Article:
Our education system has a large variety of ideas and practices. Some parents choose to send their children to public schools, some choose private or charter schools, while some parents choose to home school. This is part two of the ‘Misconceptions’ series, chronicling differences in our education system. If you would like to read part one, click here “Misconceptions of Public Schools.”
Misconceptions of homeschooling
Sandra Datema and Telly Ryan are two mothers who chose to home-school their children. Datema, mother of seven, and Ryan, mother of five, said they made the decision to home-school because it was the best fit for their families. They still face stereotypical pressures from others, however.
Contrary to popular opinion, Datema said that she didn’t choose to home-school because of academics, it was more about relationships.
“At one point, we actually did put them in public schools, and they were doing fine, they were doing great,” she said.
By week three, however, the Datema family decided that public schooling wasn’t for them. She liked the fact that she had the freedom to make decisions for the family; such as taking care of Grandma or taking a vacation in September when it’s normally cheaper.
“It just became a lifestyle that worked,” she said.
To Ryan, it was about exposing them to what they believed their children should learn. Initially, it was her and her husbands plan to send them to a school by the time they were in fourth grade. By the time they reached that age, Ryan said that home-schooling had become a better fit for them.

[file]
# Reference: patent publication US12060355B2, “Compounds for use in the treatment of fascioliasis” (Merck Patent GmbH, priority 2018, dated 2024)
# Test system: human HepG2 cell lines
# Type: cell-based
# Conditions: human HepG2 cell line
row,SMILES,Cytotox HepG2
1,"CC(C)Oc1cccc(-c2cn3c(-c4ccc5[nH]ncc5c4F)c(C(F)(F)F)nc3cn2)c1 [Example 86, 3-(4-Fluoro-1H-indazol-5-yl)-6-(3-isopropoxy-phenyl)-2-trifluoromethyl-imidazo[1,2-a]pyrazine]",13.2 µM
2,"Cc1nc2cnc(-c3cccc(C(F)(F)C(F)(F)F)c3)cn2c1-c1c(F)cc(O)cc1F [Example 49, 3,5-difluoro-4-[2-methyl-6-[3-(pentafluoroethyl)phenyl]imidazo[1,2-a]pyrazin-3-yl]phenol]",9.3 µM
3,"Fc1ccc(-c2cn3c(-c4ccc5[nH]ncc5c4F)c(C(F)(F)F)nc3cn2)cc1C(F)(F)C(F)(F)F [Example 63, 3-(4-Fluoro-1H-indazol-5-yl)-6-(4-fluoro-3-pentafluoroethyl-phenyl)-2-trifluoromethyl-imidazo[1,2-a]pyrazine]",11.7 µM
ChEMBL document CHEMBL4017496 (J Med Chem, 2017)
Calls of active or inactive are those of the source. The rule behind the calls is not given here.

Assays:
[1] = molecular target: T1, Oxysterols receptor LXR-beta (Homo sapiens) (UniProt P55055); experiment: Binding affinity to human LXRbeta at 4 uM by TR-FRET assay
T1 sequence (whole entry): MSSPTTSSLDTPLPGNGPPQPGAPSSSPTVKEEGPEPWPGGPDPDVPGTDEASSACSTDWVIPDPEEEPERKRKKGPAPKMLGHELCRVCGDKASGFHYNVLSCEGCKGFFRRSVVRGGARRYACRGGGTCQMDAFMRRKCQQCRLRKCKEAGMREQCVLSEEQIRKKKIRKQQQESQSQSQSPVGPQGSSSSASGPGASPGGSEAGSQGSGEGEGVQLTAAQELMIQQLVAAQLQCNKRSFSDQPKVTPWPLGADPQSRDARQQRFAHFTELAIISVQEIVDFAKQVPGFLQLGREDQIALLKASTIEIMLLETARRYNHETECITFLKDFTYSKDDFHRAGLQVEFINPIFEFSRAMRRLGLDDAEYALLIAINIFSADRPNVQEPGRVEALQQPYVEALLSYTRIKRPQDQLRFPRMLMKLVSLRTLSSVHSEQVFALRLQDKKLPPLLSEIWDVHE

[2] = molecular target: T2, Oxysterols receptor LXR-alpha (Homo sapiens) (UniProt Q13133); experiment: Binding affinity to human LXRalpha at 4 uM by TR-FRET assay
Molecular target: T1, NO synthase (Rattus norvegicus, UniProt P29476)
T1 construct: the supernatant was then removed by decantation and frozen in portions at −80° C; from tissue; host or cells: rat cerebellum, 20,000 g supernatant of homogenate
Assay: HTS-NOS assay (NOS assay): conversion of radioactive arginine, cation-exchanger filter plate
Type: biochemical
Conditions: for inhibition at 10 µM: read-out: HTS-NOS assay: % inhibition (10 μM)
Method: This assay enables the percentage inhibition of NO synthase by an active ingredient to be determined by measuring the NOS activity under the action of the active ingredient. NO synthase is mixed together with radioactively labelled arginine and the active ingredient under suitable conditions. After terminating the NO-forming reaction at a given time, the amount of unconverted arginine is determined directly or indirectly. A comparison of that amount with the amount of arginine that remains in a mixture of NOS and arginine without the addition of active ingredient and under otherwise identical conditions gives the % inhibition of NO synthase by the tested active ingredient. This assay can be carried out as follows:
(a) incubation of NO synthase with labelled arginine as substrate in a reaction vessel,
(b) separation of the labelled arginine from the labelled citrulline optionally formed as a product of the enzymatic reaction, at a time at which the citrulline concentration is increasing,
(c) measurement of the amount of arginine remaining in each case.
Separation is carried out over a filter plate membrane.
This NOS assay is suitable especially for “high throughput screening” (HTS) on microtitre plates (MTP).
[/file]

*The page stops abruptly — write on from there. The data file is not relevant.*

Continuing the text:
The most common stereotype Datema said she hears about is that the kids are socially awkward, weird and different. Her oldest daughter, a student at Western Michigan University, told her the other students were shocked to find out that she was home-schooled.
“They were like, but you watch TV? And she was like, yeah, I’ve watched TV all my whole life,” she said,
Adding, that the students couldn’t believe that they were not able to tell she was home-schooled. Ryan said, a common misconception about homeschooling is that many parents do not think that they can do it.
“I really think that any parent is able, I think that they are equipped, they know their the kids best,” Ryan said.
Datema added, that many times, she feels like she has to prove that other types of schooling are equal to home-schooling.
“I would love to not feel like I had to prove it works,” Datema said.
Datema said she felt like she had to constantly defend herself to others. Now, with a daughter as a full time EMT and another as a student at WMU, she can confidently say that she has proof that homeschooling works.
“I feel like I don’t have to prove myself anymore, because I have proof; like the proof is in the pudding and I have pudding,” she said.
To Ryan, home-school and public school are very different, but not in the way we expect. The major difference is in scheduling she said.
“When kids go to a public school, they have to sit in a classroom for a certain amount of time,” she said. “The schedule just runs so much differently when you’re at home, there are so many more interruptions; we may have to go to the store, we may have to go to the doctor.”
Ryan does not see that as a negative, however, adding that it actually teaches her kids life skills, such as time-management and responsibility.
Sheila Cammarata, a high school teacher at Saline High School, said a common misconception she hears about home-school students is that they do not receive what they need academically.
“There are some groups out there that are very organized in making sure that if a parent isn’t good at chemistry, they will find a teacher or somebody that is good at it to make sure that their child can learn chemistry,” Cammarata said.
Cammarata said that as a teacher for 22 years, she has watched students excel through home schooling and public education, and has seen benefits from both. The key factor in deciding the success of the student does not come from the system, it starts with the parents.